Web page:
RESEND: RE: X3T10/94-233, Revision 1: Improvements for multi-port environments

Bob Snively Bob.Snively at Eng.Sun.COM
Sun Dec 18 19:01:20 PST 1994


Gene Milligan proposed an interesting set of questions related to
the identification of disks and controllers.

A number of approaches may be taken, with some examples below.

1)  	"I don't care" approach

By SCAM, by automatic Fibre Channel address assignments, or by
manual configuration, unique values are assigned to each port on a bus/fabric.
An LUN is identified during the first formatting by its serial
number using INQUIRY and VPD, regardless of port.  A volume 
identifying label using the conventions of the cooperating operating
system(s) is placed on the medium.  From then on, the system
figures out what medium is available through which port(s) and path(s)
by the volume label, not the physical path and id.

Initiators are assumed to have a unique ID and any relationship
among them is known to the initiators alone, not to the targets.

2)	Convention for relating ports and "nodes"

By SCAM, by automatic Fibre Channel address assignments, or by
manual configuration, unique values are assigned to each port on
a bus/fabric.  The set of communicating controllers within the
target subsystem has a node ID assigned and expresses that 
as its world-wide name.  Each port can either present the
same world-wide name or can present a world-wide name related
to those of the other ports by some convention.  As an example,
a node defined by an IEEE identifier may use different values
of extension but the same identifier in an IEEE extended identifier
format.  LUNs beneath the controllers are given the same
name from any port.  Using conventions like these, the
actual LUN may always be identified.

Again, initiators do not need to play the game.

In effect the first approach says that the world-wide name is only
necessary for establishing paths and the LUN's serial number and
volume label identify the LUN.  If there were multiple independent
controllers accessing the LUN, then there could be multiple
unique identifiers, but it would not really matter.

The second approach says that there is one world-wide name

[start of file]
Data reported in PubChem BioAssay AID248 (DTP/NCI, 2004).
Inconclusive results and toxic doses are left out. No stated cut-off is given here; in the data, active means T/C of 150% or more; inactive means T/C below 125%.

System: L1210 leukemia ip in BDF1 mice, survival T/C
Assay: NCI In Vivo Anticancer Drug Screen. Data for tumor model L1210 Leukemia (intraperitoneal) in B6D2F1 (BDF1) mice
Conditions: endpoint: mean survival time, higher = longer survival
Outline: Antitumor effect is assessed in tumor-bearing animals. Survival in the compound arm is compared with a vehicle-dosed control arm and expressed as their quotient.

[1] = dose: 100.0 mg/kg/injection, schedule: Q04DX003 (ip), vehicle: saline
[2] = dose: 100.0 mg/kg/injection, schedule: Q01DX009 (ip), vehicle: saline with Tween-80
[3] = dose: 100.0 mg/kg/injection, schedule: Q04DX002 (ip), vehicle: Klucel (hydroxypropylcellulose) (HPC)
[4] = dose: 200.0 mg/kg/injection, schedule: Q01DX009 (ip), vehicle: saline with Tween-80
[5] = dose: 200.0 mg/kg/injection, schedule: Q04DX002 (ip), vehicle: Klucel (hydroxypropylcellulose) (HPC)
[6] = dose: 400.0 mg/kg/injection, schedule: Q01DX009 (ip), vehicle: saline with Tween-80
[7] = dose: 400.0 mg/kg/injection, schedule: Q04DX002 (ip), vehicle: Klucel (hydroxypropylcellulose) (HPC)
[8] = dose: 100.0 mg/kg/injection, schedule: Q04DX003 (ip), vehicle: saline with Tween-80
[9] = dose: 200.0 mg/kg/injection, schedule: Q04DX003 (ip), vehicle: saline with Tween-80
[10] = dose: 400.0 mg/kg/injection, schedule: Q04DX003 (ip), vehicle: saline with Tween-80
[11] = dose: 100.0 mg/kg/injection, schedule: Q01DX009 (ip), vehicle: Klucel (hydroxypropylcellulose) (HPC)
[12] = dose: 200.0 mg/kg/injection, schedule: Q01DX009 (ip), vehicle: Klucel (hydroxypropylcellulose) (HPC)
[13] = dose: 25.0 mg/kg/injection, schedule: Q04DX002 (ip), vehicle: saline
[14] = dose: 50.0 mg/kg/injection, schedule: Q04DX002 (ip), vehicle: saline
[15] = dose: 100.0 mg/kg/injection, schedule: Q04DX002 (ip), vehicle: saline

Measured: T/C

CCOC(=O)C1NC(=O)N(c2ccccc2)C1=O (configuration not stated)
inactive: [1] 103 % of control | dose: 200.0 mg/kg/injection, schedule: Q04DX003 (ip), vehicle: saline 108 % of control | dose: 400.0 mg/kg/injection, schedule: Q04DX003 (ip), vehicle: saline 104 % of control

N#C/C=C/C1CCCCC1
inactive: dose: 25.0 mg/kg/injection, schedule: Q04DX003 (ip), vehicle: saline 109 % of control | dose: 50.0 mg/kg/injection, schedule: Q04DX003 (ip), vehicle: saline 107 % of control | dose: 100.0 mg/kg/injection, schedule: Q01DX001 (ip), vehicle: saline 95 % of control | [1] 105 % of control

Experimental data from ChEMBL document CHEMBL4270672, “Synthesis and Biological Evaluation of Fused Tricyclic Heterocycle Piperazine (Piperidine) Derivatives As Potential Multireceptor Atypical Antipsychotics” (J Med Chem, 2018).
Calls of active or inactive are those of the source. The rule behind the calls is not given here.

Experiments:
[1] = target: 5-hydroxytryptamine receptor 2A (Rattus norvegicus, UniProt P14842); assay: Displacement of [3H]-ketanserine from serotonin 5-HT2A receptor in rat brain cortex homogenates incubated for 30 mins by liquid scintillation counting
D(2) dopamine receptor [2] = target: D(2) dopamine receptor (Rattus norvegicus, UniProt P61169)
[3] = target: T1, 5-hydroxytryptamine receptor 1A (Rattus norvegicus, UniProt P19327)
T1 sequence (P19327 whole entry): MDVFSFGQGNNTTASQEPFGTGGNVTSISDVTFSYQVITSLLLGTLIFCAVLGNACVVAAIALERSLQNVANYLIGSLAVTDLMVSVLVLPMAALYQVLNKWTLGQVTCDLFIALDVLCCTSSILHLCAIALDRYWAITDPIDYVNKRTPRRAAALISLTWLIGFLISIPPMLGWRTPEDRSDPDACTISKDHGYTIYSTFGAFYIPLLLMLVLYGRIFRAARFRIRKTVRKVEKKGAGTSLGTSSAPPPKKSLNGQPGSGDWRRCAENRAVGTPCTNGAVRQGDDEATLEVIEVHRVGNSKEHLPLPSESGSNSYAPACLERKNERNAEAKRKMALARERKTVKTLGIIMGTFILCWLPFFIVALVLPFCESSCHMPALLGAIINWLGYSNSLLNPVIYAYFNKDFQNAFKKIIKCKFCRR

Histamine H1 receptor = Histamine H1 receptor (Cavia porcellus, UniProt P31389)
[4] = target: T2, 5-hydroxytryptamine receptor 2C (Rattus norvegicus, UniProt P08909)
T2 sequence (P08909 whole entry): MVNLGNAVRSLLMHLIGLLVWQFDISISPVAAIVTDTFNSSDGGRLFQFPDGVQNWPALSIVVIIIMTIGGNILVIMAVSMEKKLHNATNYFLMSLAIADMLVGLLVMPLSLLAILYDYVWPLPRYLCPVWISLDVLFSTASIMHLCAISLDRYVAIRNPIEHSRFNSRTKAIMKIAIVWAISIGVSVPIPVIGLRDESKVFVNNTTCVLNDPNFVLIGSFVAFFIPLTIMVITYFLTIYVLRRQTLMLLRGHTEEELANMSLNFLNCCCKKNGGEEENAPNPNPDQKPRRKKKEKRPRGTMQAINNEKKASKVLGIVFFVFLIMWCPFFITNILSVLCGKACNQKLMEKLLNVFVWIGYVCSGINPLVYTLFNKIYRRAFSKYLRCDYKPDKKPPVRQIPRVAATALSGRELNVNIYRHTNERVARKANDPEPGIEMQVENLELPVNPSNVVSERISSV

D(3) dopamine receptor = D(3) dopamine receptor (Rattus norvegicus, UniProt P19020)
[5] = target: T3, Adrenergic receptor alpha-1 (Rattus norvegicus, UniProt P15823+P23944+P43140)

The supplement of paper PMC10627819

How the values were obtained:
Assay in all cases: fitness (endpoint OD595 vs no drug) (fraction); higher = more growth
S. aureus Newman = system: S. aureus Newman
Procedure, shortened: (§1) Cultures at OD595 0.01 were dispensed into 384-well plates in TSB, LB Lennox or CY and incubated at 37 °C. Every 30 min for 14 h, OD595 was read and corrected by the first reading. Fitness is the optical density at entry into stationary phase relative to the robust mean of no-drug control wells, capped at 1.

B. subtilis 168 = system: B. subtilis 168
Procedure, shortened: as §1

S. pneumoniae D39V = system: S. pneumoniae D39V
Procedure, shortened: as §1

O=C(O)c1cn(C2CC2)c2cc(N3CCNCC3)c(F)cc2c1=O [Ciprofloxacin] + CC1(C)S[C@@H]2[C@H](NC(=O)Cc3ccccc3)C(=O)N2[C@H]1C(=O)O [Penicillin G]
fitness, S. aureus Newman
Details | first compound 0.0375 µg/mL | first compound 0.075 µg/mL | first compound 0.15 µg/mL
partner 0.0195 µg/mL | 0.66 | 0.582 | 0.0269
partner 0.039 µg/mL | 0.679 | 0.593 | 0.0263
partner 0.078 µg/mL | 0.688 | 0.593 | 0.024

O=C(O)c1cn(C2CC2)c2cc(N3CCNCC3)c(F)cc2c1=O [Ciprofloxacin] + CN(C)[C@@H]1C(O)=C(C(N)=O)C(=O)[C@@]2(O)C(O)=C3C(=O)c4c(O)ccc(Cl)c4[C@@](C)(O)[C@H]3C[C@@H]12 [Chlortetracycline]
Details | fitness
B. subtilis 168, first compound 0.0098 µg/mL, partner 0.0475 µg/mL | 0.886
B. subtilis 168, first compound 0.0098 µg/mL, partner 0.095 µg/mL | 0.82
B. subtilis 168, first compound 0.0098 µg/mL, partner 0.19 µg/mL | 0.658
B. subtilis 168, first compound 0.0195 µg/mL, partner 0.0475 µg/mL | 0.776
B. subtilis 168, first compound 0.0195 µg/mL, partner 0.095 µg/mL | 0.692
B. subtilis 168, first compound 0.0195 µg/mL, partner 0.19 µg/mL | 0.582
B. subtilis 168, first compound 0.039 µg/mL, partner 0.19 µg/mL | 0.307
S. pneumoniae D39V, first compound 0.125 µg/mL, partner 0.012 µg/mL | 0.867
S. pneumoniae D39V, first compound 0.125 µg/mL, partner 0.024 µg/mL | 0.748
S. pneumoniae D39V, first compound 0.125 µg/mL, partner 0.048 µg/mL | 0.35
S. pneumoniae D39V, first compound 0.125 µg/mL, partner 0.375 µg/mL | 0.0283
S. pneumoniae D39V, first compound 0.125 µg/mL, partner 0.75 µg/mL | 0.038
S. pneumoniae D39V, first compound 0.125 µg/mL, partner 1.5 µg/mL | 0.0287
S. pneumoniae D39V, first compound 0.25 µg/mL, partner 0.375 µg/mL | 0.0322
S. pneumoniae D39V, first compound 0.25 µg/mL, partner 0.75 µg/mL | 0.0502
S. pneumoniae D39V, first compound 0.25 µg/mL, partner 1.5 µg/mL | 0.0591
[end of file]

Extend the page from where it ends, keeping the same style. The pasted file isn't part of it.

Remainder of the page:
for a node, where different ports may get that name or a version
of that name modified according to a known convention.

Either works.  I personally like the first, because it puts
the identification responsibility where it really belongs, on the
initiators.  It does require a LUN level unique identifier, but
the VPD serial number provides that already.



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Charles wrote: Note also, that the issue of multiple ports is irrelevant. What
you've defined
>is a set of desirable features that can be applied to any multi-initiator
>environment, irrespective of the number of ports.
 
 Maybe but, consider two fault resilient scenarios:
 
Common to each scenario is that I have paid for a disc drive which beyond a lot
of capacity, the yucky word "blazing" performance, and SCSI has two connectors
which at the buyer's option can be connected to one or two SCSI busses. When
connected to one bus it can be connected once with one SCSI ID or twice with
two SCSI ID's. The rest of the characteristics are left to the reader of SCSI
standards, drive specifications, IDENTIFY, INQUIRY, and MODE SENSE pages to
discover.
 
Scenario 1) I have plenty of money and worry a lot so I buy two host bus
adapters, lots of special software, and connect the drive up to both HBAs in
case a cable goes bad (since I walk on them a lot while I worry). Some software
will only talk to the drive through one path. An operator command is required
to switch the path with that software in the case of a failure. Other software
accesses the drive over either path depending upon bus contention.
 
Scenario 2) I don't have that much money so I buy just one HBA since this is
the normal configuration and all the software I already have understands that.
But I buy one additional turbo software package that will fire up a bigger
"blaze" and connect both of my connectors (ports) to the one bus assigning the
drive two IDs. The software that is incompatible with my turbo charger has to
have an operator configuration command to change the ID by which it accesses
the drive. The turbo charger compatible software accesses the drive with both
IDs using the algorithm for ID selection widely discussed in various Internet
forums.
 
Scenario 3) Having a passing knowledge of the state of the software art there
is no way that I will trust my data to be handled with two different IDs
simultaneously and I need to watch my spending. So I buy one HBA and two
cables. The second cable I keep hermetically sealed in a fruit jar in the
closet with the lights turned off. Only in the event of a failure will I
disconnect the troublesome connection and apply my saved cable to the other
connector on the drive hopping that the connector on the HBA is not the
problem. (These are scenarios not bad feelings about connectors.)
 
 OK. For the three scenarios how many world wide unique identifications should
the single disc drive have and how should it know when to apply them(it)?
--
Gene Milligan -- Gene_Milligan at notes
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